The company that built the Cuernavaca Paso Express — where a sinkhole opened on July 12, killing two people — has failed to meet deadlines on other infrastructure projects and exceeded its budget for one contract by more than a billion pesos.
Aldesa — a Spanish-based company that operates in Mexico under the name Aldesem — has won contracts for a range of infrastructure projects across 23 states.
One lucrative contract is for the construction of a 61-kilometer stretch of the Siglo XXI highway in Morelos that will link the Atlixco-Jantetelco highway to the Autopista del Sol. Aldesa is part of a consortium with Mexican companies Pinfa and GBM that is building the project.
However, the company has repeatedly failed to meet deadlines.
Work started in March 2014 with completion originally scheduled for March 2016 after which the company would have a 30-year concession to operate the road, federal Transportation Secretary Gerardo Luis Esparza said.
However, Aldesa chairman Alejandro Fernández subsequently revised the delivery date, saying that he anticipated it would open in May 2016. Work had only been completed on 23 of the 61.8 kilometers at the time.
However, that deadline was not met either. In December 2016 consortium director Mario Sugawara announced that the project would be finished in the middle of 2017 and in March then-Morelos transport secretary Jorge Messeguer said the highway would be ready “between July and August.” Again, the company failed to meet the delivery dates set both by itself and government.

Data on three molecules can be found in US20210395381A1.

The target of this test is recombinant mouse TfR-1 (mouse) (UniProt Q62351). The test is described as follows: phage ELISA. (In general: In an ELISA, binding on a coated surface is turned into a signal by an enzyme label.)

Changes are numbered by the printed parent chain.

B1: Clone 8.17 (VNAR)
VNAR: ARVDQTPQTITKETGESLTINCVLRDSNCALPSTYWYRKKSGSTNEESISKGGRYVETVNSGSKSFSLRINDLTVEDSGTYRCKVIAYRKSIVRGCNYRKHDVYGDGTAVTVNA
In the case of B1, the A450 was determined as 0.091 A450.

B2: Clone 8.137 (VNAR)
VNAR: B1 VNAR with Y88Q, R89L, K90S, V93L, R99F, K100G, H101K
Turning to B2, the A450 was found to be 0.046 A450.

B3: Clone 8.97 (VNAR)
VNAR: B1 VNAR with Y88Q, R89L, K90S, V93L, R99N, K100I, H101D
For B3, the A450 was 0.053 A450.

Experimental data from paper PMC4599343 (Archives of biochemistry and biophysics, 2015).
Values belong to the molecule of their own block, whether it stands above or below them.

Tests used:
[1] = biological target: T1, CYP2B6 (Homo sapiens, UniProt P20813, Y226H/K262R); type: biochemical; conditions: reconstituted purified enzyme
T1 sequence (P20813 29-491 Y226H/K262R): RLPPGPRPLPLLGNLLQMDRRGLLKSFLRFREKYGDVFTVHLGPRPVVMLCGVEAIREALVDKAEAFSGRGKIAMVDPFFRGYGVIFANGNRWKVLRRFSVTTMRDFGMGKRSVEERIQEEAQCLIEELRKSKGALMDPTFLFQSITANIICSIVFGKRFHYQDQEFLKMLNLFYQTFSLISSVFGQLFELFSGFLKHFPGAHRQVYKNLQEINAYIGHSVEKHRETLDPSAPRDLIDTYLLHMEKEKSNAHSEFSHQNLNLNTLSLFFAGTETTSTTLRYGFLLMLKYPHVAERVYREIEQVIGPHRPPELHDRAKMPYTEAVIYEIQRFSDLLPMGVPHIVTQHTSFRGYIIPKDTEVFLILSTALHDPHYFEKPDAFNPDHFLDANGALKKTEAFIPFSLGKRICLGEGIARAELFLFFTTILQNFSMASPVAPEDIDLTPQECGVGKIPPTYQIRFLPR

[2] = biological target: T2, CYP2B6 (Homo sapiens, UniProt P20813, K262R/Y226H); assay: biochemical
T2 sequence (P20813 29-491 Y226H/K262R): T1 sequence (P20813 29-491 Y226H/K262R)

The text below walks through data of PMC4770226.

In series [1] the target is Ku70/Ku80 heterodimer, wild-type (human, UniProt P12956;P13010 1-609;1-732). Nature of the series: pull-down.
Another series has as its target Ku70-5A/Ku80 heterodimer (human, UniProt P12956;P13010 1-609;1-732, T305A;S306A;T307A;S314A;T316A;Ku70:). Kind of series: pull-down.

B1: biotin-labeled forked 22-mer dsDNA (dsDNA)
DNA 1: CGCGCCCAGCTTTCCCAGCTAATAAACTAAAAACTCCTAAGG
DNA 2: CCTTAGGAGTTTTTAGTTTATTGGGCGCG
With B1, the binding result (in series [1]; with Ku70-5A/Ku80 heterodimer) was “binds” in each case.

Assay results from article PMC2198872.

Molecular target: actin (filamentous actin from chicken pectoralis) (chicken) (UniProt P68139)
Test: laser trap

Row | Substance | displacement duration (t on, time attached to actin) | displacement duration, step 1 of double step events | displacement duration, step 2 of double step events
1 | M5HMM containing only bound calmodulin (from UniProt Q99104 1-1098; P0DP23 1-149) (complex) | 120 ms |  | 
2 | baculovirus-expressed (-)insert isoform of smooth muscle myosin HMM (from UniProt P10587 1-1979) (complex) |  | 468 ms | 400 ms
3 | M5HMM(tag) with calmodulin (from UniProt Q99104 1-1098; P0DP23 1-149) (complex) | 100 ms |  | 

The project is also over budget by 1.1 billion pesos (US $61.5 million), having risen from 1.9 billion pesos to 3 billion. A similar budget blow-out occurred in the construction of the Cuernavaca Paso Express.
Aldesa is also behind schedule on a key infrastructure project in the state of Chiapas.
The company won a contract to build a cable-stayed bridge to connect the municipalities of Chicomuselo and La Concordia across La Angostura Dam, Mexico’s largest reservoir. The municipalities are currently only connected via boat.
According to an announcement by Chiapas Governor Manuel Velasco Coello, Aldesa originally planned to finish the 610-million-peso (US $34-million), 348-meter bridge in November 2016.
However, the project is still only 70% complete and might even stretch into 2018 due to frequent work stoppages by 300 laborers who complain of low wages and lack of benefits.
Aldesa has also been criticized for construction flaws in tunnels and bridges on the Durango-Mazatlán highway, charging excessive tolls on the San Cristóbal de las Casas – Chiapa de Corzo highway, not making insurance payments for accidents and vehicle damage caused by potholes and failing to complete works it committed to on ejido lands in Morelos.
The company was also late and over-budget on the Paso Express. Its cost more than doubled, from 1.45 billion to 2.21 billion pesos.
One of its newest projects is the control tower at Mexico City’s new airport, for which it won the contract as part of a consortium.
The head of that project said Monday the contract could be cancelled if the investigation into the Paso Express sinkhole finds irregularities or irresponsibility on Aldesa’s part.
Opposition deputies in Congress demanded in July that the contract be cancelled.